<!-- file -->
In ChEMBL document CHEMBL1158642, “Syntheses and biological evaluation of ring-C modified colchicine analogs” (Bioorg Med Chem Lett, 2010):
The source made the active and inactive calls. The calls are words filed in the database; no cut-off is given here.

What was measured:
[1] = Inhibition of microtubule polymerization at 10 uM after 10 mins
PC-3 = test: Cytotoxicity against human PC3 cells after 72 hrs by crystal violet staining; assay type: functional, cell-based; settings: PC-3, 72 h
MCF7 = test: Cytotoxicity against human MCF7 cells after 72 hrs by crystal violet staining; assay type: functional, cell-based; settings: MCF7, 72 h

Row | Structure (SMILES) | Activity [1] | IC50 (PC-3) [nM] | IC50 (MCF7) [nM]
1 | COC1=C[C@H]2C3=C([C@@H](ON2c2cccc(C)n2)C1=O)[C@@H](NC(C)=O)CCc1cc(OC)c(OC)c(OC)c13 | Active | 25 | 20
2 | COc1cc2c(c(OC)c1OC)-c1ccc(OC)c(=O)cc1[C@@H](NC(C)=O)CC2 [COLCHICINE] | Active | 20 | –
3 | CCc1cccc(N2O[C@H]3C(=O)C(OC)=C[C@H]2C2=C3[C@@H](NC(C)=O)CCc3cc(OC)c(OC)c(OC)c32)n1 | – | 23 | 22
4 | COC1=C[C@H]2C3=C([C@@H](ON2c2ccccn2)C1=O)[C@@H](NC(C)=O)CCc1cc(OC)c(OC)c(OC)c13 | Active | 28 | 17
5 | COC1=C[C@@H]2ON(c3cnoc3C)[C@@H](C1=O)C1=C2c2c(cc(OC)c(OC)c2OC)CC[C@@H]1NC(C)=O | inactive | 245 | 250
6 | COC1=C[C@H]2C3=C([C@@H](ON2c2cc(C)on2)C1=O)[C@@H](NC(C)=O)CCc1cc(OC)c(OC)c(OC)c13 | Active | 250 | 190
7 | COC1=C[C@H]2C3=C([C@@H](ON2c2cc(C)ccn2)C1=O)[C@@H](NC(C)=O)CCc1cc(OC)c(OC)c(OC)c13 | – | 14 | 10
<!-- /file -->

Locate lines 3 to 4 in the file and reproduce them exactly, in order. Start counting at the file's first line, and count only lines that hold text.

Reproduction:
What was measured:
[1] = Inhibition of microtubule polymerization at 10 uM after 10 mins